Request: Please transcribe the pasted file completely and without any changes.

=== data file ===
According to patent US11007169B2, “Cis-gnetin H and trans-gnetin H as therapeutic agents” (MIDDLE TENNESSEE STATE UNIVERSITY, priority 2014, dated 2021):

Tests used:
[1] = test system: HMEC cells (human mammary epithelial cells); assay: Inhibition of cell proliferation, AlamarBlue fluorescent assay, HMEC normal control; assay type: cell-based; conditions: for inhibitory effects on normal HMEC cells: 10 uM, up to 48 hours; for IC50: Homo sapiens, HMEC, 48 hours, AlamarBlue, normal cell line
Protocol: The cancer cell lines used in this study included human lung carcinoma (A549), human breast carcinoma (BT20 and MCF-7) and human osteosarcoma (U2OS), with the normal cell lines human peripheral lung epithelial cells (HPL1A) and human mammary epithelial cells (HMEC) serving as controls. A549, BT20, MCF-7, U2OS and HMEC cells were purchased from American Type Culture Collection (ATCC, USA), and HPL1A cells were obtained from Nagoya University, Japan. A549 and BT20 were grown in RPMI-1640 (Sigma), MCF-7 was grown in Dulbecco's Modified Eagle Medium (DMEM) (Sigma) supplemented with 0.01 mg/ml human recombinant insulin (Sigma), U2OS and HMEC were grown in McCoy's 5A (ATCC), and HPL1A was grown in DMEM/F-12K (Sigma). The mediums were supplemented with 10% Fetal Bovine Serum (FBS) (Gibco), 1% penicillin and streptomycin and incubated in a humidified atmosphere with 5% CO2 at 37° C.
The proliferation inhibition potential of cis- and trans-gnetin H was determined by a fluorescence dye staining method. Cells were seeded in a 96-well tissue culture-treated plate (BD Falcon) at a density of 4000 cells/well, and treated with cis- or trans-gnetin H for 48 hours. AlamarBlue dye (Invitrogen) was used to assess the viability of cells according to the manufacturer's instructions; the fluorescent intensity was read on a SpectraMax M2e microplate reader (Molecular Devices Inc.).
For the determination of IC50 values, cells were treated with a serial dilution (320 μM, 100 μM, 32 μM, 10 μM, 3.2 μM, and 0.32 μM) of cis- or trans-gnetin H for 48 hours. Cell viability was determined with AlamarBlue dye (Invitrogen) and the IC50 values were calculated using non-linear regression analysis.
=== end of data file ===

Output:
According to patent US11007169B2, “Cis-gnetin H and trans-gnetin H as therapeutic agents” (MIDDLE TENNESSEE STATE UNIVERSITY, priority 2014, dated 2021):

Tests used:
[1] = test system: HMEC cells (human mammary epithelial cells); assay: Inhibition of cell proliferation, AlamarBlue fluorescent assay, HMEC normal control; assay type: cell-based; conditions: for inhibitory effects on normal HMEC cells: 10 uM, up to 48 hours; for IC50: Homo sapiens, HMEC, 48 hours, AlamarBlue, normal cell line
Protocol: The cancer cell lines used in this study included human lung carcinoma (A549), human breast carcinoma (BT20 and MCF-7) and human osteosarcoma (U2OS), with the normal cell lines human peripheral lung epithelial cells (HPL1A) and human mammary epithelial cells (HMEC) serving as controls. A549, BT20, MCF-7, U2OS and HMEC cells were purchased from American Type Culture Collection (ATCC, USA), and HPL1A cells were obtained from Nagoya University, Japan. A549 and BT20 were grown in RPMI-1640 (Sigma), MCF-7 was grown in Dulbecco's Modified Eagle Medium (DMEM) (Sigma) supplemented with 0.01 mg/ml human recombinant insulin (Sigma), U2OS and HMEC were grown in McCoy's 5A (ATCC), and HPL1A was grown in DMEM/F-12K (Sigma). The mediums were supplemented with 10% Fetal Bovine Serum (FBS) (Gibco), 1% penicillin and streptomycin and incubated in a humidified atmosphere with 5% CO2 at 37° C.
The proliferation inhibition potential of cis- and trans-gnetin H was determined by a fluorescence dye staining method. Cells were seeded in a 96-well tissue culture-treated plate (BD Falcon) at a density of 4000 cells/well, and treated with cis- or trans-gnetin H for 48 hours. AlamarBlue dye (Invitrogen) was used to assess the viability of cells according to the manufacturer's instructions; the fluorescent intensity was read on a SpectraMax M2e microplate reader (Molecular Devices Inc.).
For the determination of IC50 values, cells were treated with a serial dilution (320 μM, 100 μM, 32 μM, 10 μM, 3.2 μM, and 0.32 μM) of cis- or trans-gnetin H for 48 hours. Cell viability was determined with AlamarBlue dye (Invitrogen) and the IC50 values were calculated using non-linear regression analysis.